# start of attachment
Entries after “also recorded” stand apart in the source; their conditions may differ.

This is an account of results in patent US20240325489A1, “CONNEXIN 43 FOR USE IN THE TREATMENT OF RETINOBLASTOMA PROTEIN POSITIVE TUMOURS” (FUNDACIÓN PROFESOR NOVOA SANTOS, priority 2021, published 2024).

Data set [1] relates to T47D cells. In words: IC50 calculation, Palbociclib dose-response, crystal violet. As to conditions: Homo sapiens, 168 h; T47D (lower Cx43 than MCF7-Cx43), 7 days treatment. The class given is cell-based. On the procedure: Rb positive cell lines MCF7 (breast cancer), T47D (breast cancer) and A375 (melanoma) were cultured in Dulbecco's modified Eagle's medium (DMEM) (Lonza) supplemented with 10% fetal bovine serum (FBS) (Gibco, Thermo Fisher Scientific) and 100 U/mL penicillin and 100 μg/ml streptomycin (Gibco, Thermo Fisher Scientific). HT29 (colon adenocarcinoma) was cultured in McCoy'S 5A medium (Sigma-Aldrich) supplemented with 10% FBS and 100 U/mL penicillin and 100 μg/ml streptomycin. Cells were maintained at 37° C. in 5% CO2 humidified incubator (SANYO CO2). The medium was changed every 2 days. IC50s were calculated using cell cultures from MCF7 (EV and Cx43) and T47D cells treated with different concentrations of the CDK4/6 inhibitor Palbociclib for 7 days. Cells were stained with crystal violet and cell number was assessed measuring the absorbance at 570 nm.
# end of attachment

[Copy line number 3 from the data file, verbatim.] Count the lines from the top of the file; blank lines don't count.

Data set [1] relates to T47D cells. In words: IC50 calculation, Palbociclib dose-response, crystal violet. As to conditions: Homo sapiens, 168 h; T47D (lower Cx43 than MCF7-Cx43), 7 days treatment. The class given is cell-based. On the procedure: Rb positive cell lines MCF7 (breast cancer), T47D (breast cancer) and A375 (melanoma) were cultured in Dulbecco's modified Eagle's medium (DMEM) (Lonza) supplemented with 10% fetal bovine serum (FBS) (Gibco, Thermo Fisher Scientific) and 100 U/mL penicillin and 100 μg/ml streptomycin (Gibco, Thermo Fisher Scientific). HT29 (colon adenocarcinoma) was cultured in McCoy'S 5A medium (Sigma-Aldrich) supplemented with 10% FBS and 100 U/mL penicillin and 100 μg/ml streptomycin. Cells were maintained at 37° C. in 5% CO2 humidified incubator (SANYO CO2). The medium was changed every 2 days. IC50s were calculated using cell cultures from MCF7 (EV and Cx43) and T47D cells treated with different concentrations of the CDK4/6 inhibitor Palbociclib for 7 days. Cells were stained with crystal violet and cell number was assessed measuring the absorbance at 570 nm.